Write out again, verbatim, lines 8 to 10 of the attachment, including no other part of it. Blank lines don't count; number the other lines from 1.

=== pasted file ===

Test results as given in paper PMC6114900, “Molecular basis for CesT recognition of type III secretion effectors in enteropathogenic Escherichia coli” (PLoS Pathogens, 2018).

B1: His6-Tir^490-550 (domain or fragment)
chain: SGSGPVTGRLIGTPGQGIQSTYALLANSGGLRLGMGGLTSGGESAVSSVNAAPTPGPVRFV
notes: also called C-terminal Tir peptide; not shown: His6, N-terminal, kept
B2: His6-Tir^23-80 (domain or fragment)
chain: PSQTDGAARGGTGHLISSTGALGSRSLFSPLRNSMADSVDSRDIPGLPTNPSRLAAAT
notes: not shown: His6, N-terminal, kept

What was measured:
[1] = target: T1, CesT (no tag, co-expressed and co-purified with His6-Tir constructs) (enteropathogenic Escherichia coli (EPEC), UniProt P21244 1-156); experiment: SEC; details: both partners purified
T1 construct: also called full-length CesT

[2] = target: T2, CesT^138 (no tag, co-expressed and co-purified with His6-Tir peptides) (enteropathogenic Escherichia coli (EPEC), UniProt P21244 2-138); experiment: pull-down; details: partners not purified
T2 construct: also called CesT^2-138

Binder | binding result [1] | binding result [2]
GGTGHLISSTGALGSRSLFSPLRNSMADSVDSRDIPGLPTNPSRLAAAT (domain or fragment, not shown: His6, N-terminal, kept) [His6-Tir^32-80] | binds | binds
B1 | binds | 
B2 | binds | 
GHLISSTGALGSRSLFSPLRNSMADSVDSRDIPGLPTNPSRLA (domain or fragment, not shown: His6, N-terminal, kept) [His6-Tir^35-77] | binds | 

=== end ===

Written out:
What was measured:
[1] = target: T1, CesT (no tag, co-expressed and co-purified with His6-Tir constructs) (enteropathogenic Escherichia coli (EPEC), UniProt P21244 1-156); experiment: SEC; details: both partners purified
T1 construct: also called full-length CesT